• How much cocaine has been used - higher doses of cocaine lead to higher concentrations of metabolites.
  • The method of consumption - cocaine can be snorted, dabbed on the gums, smoked, or injected. Snorted or dabbed cocaine remains in the system for longer than injected or smoked cocaine. 
  • Frequency of use - regular use of cocaine keeps metabolites present for longer than they would remain after one-time use.
  • Polydrug use - simultaneous use of cocaine and alcohol can keep metabolites in the system for longer than they would remain if cocaine were used by itself. 
  • Weight and metabolism - cocaine remains in the system for longer in those with a high percentage of body fat.

 

What Are the Signs Symptoms of Cocaine Addiction?

If you have recently used cocaine or know that a loved one has recently used cocaine, it’s essential to understand the signs and symptoms of abuse. 

Primary Care explains that cocaine has a high potential for abuse. Dependence and addiction can happen after even a short period of misuse. If you believe that you or a loved one may be struggling with cocaine addiction or is likely to develop an addiction, be aware of the following symptoms, as outlined in the Journal of the National Medical Association:

  • Anxiety, panic
  • Insomnia
  • Psychosis
  • Paranoia
  • Mood swings
  • Difficulty in cutting down or stopping use
  • Stealing, borrowing, or begging for money to fund cocaine use
  • Lies and secrecy about drug use
  • Feeling that you need cocaine to function in daily life

If you have noticed any of the above signs and symptoms in yourself or a loved one, seek professional help. Effective, evidence-based cocaine addiction treatment is available. Addiction is a progressive condition, which means it gets worse the longer a person goes without treatment. The earlier you seek treatment, the greater your chance of successful recovery.

Psychotherapeutic and behavioral interventions are available to help you overcome cocaine addiction. These approaches consider your history of substance use and your personal background. Addiction often has its roots in other issues, such as unresolved trauma, so it's essential that treatment addresses the entire person.

At Enlightened Solutions, we offer our clients many tools to move forward in their sober lifestyle.  We focus on healing the whole person rather than just treating the addiction. Enlightened Solutions is a licensed co-occurring treatment center. We can treat both substance use disorders and the mental health issues that frequently accompany addiction.  Our treatment program is rooted in the 12-Step philosophy and offers each client an individualized recovery plan. At Enlightened Solutions, we offer a range of treatment modalities, including cognitive-behavioral therapy (CBT), family constellation therapy, art and music therapy, yoga and meditation, acupuncture and chiropractic care, and equine-assisted therapy.  Our facility near the southern shore of New Jersey allows us to provide optimal healing and relaxation. If you seek relief from addiction, or if someone close to you does, please call us at (833) 801-5483 for more information about our treatment options.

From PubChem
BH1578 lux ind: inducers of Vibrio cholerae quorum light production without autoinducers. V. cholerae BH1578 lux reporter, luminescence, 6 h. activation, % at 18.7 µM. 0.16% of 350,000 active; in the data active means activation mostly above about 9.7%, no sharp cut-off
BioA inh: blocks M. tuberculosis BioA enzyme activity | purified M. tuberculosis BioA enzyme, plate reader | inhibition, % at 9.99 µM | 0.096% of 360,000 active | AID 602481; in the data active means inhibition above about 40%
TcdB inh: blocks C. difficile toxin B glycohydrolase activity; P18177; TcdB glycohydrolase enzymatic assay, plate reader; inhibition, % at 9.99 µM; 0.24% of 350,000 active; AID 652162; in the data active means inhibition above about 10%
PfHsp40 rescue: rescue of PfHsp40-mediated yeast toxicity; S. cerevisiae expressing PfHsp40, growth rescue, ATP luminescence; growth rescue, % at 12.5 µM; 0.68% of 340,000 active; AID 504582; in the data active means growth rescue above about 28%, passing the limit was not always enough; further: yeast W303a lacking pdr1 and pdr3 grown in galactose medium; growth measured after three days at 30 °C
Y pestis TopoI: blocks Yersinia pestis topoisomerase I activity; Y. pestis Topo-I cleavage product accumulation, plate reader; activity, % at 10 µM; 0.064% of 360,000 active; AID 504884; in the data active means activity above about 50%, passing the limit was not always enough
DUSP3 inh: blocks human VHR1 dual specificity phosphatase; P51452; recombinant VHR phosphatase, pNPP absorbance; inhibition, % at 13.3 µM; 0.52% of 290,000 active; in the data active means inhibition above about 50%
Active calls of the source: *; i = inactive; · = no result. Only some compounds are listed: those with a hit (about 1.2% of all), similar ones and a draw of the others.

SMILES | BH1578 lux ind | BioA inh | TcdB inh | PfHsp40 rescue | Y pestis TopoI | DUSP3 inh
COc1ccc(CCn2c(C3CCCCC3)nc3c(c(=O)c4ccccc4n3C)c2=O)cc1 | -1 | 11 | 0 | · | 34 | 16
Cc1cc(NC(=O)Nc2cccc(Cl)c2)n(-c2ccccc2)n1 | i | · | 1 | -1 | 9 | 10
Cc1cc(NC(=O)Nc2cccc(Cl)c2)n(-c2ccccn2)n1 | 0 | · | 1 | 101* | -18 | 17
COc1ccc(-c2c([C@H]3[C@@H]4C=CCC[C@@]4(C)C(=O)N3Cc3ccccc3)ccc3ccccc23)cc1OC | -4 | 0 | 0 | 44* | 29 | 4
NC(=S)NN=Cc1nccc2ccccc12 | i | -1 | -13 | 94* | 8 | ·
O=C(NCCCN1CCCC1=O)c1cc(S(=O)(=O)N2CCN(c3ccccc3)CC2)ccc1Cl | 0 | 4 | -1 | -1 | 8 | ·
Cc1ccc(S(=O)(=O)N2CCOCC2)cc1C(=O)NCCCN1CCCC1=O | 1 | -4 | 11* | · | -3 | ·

Understanding MAT

Medication-assisted treatment (MAT) is an effective approach to addiction treatment. As the name implies, MAT uses medications to help those struggling with addiction overcome their condition.

SAMHSA defines MAT as 'the use of medications, in combination with counseling and behavioral therapies, to provide a "whole-patient" approach to the treatment of substance use disorders.'

Medical intervention is one aspect of a broader approach used in addiction treatment. Medication helps clients manage their problematic symptoms. As a result, they can engage more in other parts of treatment. Clients in addiction recovery programs receive intensive psychotherapy, behavioral therapy and counseling, as well as life coaching and skills building alongside medical support.